Monday, April 27, 2015

Sally Satel: more on compensating kidney donors

April 18 in The Pacific Standard: Sally Satel on The case for compensating kidney donors

"The current system is a qualified failure. For the past decade, transplant operations for all organs have hovered between 27,000 and 29,000 annually, and, in 2014, was the lowest it's been in 11 years.The European model of "presumed consent," wherein a person's organs are taken posthumously unless an individual has specifically forbidden their retrieval, is not a potent solution as less than one percent of deceased individuals are medically eligible to donate.

"Hence, there is a desperate organ shortage in the United States. The situation in other countries, especially poorer countries without good access to dialysis — a death sentence without immediate transplant — is even worse. As a result, the overseas black market is burgeoning. The World Health Organization estimates that 10 percent of all transplants are performed under shadowy, illicit conditions where the risks are high: Corrupt brokers deceive impoverished and illiterate donors about the nature of surgery, cheat them out of payment, and ignore their post-surgical needs. For the recipient, organ quality can be poor and post-operative management dicey. (The exception appears to be Iran, where organ sales are monitored by the government. There, potential donors exceed the number of needy patients.)
"Compensating organ donors is not a new idea. In 1983, Al Gore, who championed NOTA, explicitly suggested rewarding donors if altruistic volunteering did not keep up with demand. Moreover, NOTA's legislativehistory implies that the law's felony provision against "valuable consideration" in exchange for an organ was intended to prohibit brokered or direct cash sales between buyer and seller. It is silent regarding a system of in-kind, third-party compensation.
Here is a plan for donor benefits: A governmental entity, or a designated charity, would offer in-kind rewards, like a contribution to the donor's retirement fund, an income tax credit, or a tuition voucher worth roughly $50,000 in value. (This is the amount typically proposed by advocates of incentives.) To enhance deceased donation, a funeral benefit could be offered.
With a third party providing the reward, all recipients, not just the financially secure, will benefit. An imposed waiting period of at least six months would help limit impulsive live donation and, most important, any subsequent remorse. Prospective donors would be carefully screened for physical and emotional health, as is done for all donors currently. Their kidneys could be distributed, according to exiting allocation policies now in place for cadaver organs.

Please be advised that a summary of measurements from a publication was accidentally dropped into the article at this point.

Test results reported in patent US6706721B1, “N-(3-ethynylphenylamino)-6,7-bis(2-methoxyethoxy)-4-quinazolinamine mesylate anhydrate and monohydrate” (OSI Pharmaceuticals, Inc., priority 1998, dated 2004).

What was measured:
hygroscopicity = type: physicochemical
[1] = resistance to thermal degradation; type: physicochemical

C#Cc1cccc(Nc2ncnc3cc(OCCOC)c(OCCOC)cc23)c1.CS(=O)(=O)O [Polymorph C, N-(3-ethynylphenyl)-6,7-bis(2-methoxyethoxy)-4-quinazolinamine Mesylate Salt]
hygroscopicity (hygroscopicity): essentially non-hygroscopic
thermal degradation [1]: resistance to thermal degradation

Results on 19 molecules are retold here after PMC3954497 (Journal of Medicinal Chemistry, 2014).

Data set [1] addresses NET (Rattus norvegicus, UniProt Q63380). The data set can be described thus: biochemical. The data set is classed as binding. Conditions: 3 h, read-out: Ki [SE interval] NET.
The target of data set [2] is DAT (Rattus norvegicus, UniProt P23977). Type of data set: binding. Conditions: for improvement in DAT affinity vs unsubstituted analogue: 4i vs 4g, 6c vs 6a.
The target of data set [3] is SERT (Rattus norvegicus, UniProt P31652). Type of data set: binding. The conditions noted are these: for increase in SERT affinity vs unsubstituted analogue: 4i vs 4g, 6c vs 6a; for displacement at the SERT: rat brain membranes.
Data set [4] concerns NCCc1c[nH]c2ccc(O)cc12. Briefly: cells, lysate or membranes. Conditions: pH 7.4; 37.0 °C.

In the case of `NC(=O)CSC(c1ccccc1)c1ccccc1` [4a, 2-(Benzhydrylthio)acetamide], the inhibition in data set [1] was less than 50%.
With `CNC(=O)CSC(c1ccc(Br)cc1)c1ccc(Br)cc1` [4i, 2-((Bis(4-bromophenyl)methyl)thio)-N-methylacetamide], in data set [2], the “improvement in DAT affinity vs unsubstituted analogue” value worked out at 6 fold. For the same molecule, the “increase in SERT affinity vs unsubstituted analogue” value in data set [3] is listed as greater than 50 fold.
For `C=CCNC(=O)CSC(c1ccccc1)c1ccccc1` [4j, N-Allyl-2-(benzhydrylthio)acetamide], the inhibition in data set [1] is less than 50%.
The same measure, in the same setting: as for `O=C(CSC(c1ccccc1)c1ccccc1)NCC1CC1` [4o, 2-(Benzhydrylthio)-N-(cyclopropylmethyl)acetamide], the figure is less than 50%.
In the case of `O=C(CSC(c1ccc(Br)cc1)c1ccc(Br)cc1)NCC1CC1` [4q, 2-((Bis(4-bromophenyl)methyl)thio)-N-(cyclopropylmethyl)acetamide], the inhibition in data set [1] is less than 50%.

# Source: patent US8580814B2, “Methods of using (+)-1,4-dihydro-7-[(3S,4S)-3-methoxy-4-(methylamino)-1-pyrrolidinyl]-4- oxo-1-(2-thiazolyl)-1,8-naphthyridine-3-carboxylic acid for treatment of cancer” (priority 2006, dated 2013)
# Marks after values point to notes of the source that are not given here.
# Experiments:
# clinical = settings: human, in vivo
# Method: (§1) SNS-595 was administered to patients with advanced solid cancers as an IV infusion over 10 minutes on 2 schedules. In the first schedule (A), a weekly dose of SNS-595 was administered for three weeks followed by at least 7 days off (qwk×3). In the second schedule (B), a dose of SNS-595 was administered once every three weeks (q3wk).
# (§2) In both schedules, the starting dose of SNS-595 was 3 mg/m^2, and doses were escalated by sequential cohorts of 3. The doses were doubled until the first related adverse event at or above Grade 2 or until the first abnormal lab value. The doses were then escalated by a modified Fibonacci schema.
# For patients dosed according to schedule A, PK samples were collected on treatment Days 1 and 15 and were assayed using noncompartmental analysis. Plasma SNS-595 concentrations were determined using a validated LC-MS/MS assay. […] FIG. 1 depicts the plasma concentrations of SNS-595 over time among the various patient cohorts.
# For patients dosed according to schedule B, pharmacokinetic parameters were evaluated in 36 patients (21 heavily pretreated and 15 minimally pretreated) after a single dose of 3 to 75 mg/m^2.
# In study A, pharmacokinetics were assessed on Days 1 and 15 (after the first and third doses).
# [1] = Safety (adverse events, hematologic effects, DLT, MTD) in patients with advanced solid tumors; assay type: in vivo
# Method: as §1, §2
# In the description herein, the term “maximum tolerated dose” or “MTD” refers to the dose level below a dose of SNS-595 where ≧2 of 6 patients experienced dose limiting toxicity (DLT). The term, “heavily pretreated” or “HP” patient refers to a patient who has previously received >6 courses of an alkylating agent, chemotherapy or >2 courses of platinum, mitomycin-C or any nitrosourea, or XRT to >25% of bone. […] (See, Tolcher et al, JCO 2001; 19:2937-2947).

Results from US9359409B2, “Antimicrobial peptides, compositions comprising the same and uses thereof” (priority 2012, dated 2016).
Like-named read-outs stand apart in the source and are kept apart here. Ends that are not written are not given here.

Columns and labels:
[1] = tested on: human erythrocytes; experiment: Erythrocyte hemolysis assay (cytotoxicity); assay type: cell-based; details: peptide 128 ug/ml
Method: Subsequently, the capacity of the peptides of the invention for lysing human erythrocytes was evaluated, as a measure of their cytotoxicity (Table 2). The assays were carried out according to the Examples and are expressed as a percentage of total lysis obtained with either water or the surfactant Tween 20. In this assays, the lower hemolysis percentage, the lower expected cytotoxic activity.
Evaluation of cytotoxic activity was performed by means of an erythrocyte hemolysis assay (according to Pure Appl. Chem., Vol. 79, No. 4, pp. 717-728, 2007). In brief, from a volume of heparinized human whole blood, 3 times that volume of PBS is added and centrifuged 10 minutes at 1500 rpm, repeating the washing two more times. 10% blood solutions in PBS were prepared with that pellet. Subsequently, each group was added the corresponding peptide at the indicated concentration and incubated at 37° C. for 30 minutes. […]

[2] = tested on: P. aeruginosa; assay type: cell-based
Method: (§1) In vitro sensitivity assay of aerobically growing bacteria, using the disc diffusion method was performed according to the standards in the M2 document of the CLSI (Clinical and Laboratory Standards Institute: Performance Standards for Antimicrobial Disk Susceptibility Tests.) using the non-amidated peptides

Donors would be guaranteed follow-up medical care for any complications, which is not ensured now. And the cost of the benefits could be underwritten by the enormous savings from dialysis.
Will rewarded donation attract only low-income prospective donors? Perhaps. One option is to require a minimum income for donors, but that strategy prevents all interested parties from participating. Better to start with the assumption that low-income people are capable of making decisions in their own interest. In the end, regardless of who ends up donating, a sound plan ensuring that donors are thoroughly informed, their health protected, and their sacrifice amply rewarded is an ethical one.
How to achieve this? We should start with pilot projects. The Department of Health and Human Services probably could initiate pilot trials, if motivated. The Center for Medicare and Medicaid Innovation has impressively broad authority. In theory, the Center could issue NOTA waivers to academic medical centers interested in administering a pilot program wherein living donors would be rewarded with five years of Medicare coverage.
States should also get involved. The late Pennsylvania Governor Robert P. Casey, who had received a heart and liver transplant a year earlier, signed a 1994 law that would enable a bereaved family of an organ donor to get a burial benefit of up to $3,000 paid by the state directly to the funeral home. State health officials ended up with cold feet, fearing that the law flouted NOTA, but some bold state should proceed with a funeral benefit and force the Department of Justice to action, spurring a vital national debate in the process.
Congressional action is another approach. Lawmakers could amend NOTA to permit pilot trials of incentives by clarifying the intent of the law as a restraint on cash exchange between buyer and seller with or without a broker. The need for a new approach to expanding the supply of donors should resonate with lawmakers on several levels. The first is public health (needless deaths), the second is fiscal (the enormous cost to Medicare — roughly seven percent of its budget is spent on dialysis and its complications), the third is human rights (the global black market); and the fourth is race (minorities are disproportionately disadvantaged by the organ shortage as they are less likely to be referred for transplant)."

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